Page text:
A street cleaner in a Paris suburb found an explosive vest similar to those used in the Paris attacks on Monday near the place where a suspect's mobile phone had been found, raising the possibility that he aborted his mission, either ditching a malfunctioning vest or fleeing in fear.
The discovery of the vest came as Belgium's prime minister cited a "serious and imminent" threat justifying keeping the highest alert level operational for at least another week. The security measures, already in place for three days, have severely disrupted normal life in the capital.
In France, police said an explosive vest without a detonator was found by a street cleaner in a pile of rubble in Chatillon-Montrouge, on the southern edge of Paris and a considerable distance from the sites of the attacks on the Right Bank of the Seine to the north. A police official later said the vest contained bolts and the same type of explosives TATP as those used in the Nov. 13 Paris attacks that claimed 130 lives and left hundreds wounded.
The device was found Monday in the same area where a cellphone belonging to fugitive suspect Salah Abdeslam was located on the day of the Paris attacks but the vest has not been formally linked to him, said two police officials who spoke on condition of anonymity because they were not authorized to discuss the investigation.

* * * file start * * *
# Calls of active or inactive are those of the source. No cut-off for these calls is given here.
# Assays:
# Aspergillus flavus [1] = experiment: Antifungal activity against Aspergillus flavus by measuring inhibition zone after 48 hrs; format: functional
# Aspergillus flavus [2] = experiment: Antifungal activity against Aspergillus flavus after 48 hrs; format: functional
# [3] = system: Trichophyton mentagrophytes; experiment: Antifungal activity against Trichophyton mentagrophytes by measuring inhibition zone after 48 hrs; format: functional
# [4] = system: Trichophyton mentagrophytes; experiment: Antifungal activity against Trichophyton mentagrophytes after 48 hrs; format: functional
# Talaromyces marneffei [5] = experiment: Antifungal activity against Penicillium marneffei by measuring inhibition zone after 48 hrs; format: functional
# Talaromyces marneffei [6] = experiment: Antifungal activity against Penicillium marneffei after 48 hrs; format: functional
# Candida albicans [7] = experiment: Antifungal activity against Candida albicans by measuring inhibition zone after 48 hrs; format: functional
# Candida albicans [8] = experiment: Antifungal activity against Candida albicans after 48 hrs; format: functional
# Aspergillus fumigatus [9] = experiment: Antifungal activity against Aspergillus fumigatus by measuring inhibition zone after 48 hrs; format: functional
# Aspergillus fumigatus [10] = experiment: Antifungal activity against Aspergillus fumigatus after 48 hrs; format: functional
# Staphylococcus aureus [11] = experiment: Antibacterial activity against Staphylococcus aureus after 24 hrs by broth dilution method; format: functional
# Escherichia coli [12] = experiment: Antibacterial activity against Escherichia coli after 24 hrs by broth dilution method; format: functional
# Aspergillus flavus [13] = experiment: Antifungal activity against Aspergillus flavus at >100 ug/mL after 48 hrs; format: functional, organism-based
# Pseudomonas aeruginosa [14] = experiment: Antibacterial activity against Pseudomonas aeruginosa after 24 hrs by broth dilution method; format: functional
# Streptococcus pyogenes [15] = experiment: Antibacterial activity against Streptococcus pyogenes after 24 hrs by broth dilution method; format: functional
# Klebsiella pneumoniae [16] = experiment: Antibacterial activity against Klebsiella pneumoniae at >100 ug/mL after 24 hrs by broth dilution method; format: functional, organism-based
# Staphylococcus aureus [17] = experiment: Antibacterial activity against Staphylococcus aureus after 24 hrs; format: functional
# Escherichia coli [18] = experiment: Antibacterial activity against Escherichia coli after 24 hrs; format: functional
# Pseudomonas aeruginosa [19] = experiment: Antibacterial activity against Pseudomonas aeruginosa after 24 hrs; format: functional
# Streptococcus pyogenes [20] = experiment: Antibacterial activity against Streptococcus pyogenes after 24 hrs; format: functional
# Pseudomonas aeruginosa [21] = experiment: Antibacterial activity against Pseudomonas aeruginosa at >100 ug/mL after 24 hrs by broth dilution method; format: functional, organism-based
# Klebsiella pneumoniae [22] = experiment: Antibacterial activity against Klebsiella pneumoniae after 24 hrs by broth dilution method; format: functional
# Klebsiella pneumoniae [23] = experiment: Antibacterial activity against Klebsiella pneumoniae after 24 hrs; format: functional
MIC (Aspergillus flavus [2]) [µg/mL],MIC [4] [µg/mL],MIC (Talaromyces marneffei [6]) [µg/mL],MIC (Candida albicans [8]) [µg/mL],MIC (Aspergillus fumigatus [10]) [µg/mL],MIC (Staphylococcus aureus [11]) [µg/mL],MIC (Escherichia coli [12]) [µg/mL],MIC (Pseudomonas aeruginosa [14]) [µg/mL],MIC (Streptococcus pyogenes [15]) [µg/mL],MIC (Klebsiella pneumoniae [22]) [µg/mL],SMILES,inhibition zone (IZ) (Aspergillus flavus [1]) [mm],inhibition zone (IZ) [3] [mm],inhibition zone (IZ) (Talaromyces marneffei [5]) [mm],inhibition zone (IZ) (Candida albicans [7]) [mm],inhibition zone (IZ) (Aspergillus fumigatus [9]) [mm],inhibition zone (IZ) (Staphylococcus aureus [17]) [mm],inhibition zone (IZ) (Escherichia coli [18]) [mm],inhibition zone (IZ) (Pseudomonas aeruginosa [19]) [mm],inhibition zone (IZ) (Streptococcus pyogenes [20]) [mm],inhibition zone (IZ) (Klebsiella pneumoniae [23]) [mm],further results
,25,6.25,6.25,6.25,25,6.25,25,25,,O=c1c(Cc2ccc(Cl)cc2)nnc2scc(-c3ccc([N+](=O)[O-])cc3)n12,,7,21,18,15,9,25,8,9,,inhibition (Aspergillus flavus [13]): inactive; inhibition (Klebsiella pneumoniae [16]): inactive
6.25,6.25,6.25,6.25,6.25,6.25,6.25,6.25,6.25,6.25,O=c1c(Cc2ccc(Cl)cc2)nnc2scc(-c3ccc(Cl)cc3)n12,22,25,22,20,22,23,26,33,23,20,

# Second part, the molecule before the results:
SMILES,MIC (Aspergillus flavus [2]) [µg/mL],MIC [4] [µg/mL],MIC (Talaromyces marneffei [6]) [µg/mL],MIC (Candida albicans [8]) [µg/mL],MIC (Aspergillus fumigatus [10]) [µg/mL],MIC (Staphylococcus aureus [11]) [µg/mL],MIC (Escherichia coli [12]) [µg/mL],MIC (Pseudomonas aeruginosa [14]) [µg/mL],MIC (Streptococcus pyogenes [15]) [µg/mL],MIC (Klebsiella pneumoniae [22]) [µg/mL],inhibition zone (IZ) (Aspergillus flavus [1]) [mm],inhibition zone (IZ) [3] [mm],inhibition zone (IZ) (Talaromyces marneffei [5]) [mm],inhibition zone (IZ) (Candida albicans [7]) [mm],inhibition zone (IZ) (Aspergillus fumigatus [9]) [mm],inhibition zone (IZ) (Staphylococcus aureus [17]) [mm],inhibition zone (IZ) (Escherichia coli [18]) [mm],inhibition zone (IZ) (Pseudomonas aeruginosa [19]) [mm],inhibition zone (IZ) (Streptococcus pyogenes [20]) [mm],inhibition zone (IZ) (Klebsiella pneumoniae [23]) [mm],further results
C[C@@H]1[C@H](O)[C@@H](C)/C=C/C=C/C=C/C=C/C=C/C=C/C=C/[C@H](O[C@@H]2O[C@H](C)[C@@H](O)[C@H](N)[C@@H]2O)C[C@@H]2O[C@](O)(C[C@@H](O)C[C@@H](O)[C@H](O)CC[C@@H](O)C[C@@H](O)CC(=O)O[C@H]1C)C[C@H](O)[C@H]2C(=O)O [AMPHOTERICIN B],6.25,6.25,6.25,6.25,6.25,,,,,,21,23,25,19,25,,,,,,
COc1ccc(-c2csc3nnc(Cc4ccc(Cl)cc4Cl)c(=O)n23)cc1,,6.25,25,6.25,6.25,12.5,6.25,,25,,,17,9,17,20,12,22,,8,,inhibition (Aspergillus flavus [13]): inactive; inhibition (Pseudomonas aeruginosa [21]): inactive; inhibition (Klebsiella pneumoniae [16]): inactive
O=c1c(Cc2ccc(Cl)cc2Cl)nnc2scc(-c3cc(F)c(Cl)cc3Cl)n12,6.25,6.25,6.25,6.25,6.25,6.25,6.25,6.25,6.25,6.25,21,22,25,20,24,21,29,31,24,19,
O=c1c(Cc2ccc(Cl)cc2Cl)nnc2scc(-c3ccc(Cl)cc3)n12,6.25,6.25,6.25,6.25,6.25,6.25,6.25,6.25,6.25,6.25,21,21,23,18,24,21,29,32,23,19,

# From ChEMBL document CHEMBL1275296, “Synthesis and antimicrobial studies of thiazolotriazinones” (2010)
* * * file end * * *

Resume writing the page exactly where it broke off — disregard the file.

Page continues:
Belgium-based terrorism expert Claude Moniquet, who has been in contact with both Belgian and French investigators since the attacks, laid out two possibilities: that Abdeslam became afraid of carrying out a suicide mission or, more likely he says, that he simply ditched a defective explosive vest.
Nervousness could have played a role in concocting a defective vest, but he said he doubted fear played a role for among Daesh followers, "it is rare not to go to the end."
Moniquet said this was only theory since he had not yet spoken to investigators about the explosive vest find.
A manhunt is underway for Abdeslam, whose brother Brahim was among attackers who blew themselves up. He crossed the border into Belgium after the attacks, with French police stopping and interviewing him, before letting him go.
Belgian Prime Minister Charles Michel said Brussels, which houses the headquarters of the European Union and NATO, faced a "serious and imminent" threat that requires keeping the city at the highest alert level, while the rest of the country would stay at the second-highest level. Belgium's crisis center said the alert level would only change if a significant breakthrough warranted it.
The increased security measures in the wake of the massacre in Paris have virtually shut down the Belgian capital, with the subway system, many shops and schools remaining shut on Monday. Michel said that despite the continued high-alert level, schools would reopen Wednesday, with parts of the subway system beginning to operate. He did not say when the system would be completely online again.
"We are very alert and call for caution," Michel said. "The potential targets remain the same: shopping centers and shopping streets and public transport."
"We want to return to a normal way of life as quickly as possible," he added.